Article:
By Orko Manna
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SACRAMENTO, California (KCRA) — The City of Sacramento launched the Sacramento Music Census this week with the goal of helping those in the local music scene.
The census, which was created in partnership with Austin, Texas-based music consultant Sound Music Cities, is open to fill out for anyone in the greater Sacramento area ages 18 and older who is involved in the music industry, including musicians and music venues.
The City of Sacramento’s creative economy manager Megan Van Voorhis said the results of the census will help identify improvements in policies relating to entertainment licensing, event permits and industry resources.
“A big part of this is us making sure that we have the beat on what’s going on in the creative community,” Van Voorhis said. “This can directly impact some of the investments we’re making with the American Rescue Plan Act dollars for the for-profit creative community, so this information can inform that and what we do strategically to help folks grow.”
Mason Durst, lead singer of the Sacramento-based musical act Band of Coyotes, told KCRA 3 that he just filled out the survey online.
After the COVID-19 pandemic put a pause on their performances, Durst said he is thrilled to get more opportunities to play now, but he added that the band is still running into roadblocks at some local venues.
“There are still a few venues that I know are having a harder time getting their licensing permit put together,” Durst said. “There are a few things that are preventing them from having as many live shows, so that’s definitely a struggle. But as a band it just kind of points me to look outside of town a little bit more to find some opportunities that are allowing us to come out and play.”
Durst said something he wants to see in the Sacramento region is more all-day music festivals so Band of Coyotes can perform locally on a frequent basis. He would like to see a “Do-It-Yourself” set up within the music industry with support for the city and also larger vendors.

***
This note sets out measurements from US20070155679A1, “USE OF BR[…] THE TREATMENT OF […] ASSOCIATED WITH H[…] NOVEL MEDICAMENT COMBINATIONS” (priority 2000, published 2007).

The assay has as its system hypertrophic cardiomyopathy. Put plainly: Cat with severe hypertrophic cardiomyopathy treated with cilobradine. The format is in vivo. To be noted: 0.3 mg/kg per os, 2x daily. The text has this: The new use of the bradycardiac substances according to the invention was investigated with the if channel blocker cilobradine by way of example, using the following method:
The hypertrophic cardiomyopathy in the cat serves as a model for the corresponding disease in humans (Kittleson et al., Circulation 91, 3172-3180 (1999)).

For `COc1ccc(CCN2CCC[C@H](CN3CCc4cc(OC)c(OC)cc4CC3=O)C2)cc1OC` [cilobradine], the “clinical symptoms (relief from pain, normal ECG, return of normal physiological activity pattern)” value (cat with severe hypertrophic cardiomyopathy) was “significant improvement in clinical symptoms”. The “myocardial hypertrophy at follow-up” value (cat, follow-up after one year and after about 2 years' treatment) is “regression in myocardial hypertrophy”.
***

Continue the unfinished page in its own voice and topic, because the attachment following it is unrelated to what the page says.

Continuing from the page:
Venues are also hoping the Sacramento Music Census helps them. Jim Cornett, Owner of Harlow’s, said they are seeing a 20% drop off on all their shows with tickets sold, which means not everyone is coming out to the performances. He also said certain musical acts have been canceling shows.
This year alone, Cornett said there have been more than 20 cancellations. He wants the census to lead to creative solutions that will help his bottom line and create a more vibrant music scene in Sacramento.
“I hope the city sees the clear picture of what this town is and what it can be, and how they can support us through that,” Cornett said. “If they see what comes out of this census, they’ll have a better chance to help us grow and help the smaller venues get up to where they need to be.”
Crest Theater assistant general manager Aaron Pifer-Foote said he hopes the city takes the Sacramento Music Census seriously, and he wants it to address his main concerns, which include more patron parking and space for bands to load and unload their equipment.
“After the paper is filled out, where do we go from here? Is there actually some substantive change that’s going to happen? Or is just going to be shoved in a drawer somewhere?” Pifer-Foote said.
According to the City of Sacramento, the census takes about 10-20 minutes to fill out. Respondents want to remain anonymous. You can take the survey online.
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